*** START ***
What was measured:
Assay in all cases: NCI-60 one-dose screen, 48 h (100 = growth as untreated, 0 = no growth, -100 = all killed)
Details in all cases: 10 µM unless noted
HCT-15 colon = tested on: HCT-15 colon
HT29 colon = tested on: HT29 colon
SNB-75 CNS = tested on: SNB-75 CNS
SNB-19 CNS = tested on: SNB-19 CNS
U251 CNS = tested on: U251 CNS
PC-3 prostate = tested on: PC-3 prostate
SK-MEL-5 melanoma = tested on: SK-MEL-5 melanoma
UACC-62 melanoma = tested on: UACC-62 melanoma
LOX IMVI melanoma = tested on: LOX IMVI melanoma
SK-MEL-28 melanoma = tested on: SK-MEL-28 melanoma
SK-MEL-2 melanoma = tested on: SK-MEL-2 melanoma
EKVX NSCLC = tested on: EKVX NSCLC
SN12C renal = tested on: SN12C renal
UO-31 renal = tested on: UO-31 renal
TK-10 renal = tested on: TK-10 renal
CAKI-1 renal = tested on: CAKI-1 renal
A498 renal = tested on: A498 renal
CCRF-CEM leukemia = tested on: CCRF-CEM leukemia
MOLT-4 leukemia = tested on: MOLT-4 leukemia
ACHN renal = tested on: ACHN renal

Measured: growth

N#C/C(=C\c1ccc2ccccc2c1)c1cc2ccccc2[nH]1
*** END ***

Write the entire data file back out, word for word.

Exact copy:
What was measured:
Assay in all cases: NCI-60 one-dose screen, 48 h (100 = growth as untreated, 0 = no growth, -100 = all killed)
Details in all cases: 10 µM unless noted
HCT-15 colon = tested on: HCT-15 colon
HT29 colon = tested on: HT29 colon
SNB-75 CNS = tested on: SNB-75 CNS
SNB-19 CNS = tested on: SNB-19 CNS
U251 CNS = tested on: U251 CNS
PC-3 prostate = tested on: PC-3 prostate
SK-MEL-5 melanoma = tested on: SK-MEL-5 melanoma
UACC-62 melanoma = tested on: UACC-62 melanoma
LOX IMVI melanoma = tested on: LOX IMVI melanoma
SK-MEL-28 melanoma = tested on: SK-MEL-28 melanoma
SK-MEL-2 melanoma = tested on: SK-MEL-2 melanoma
EKVX NSCLC = tested on: EKVX NSCLC
SN12C renal = tested on: SN12C renal
UO-31 renal = tested on: UO-31 renal
TK-10 renal = tested on: TK-10 renal
CAKI-1 renal = tested on: CAKI-1 renal
A498 renal = tested on: A498 renal
CCRF-CEM leukemia = tested on: CCRF-CEM leukemia
MOLT-4 leukemia = tested on: MOLT-4 leukemia
ACHN renal = tested on: ACHN renal

Measured: growth

N#C/C(=C\c1ccc2ccccc2c1)c1cc2ccccc2[nH]1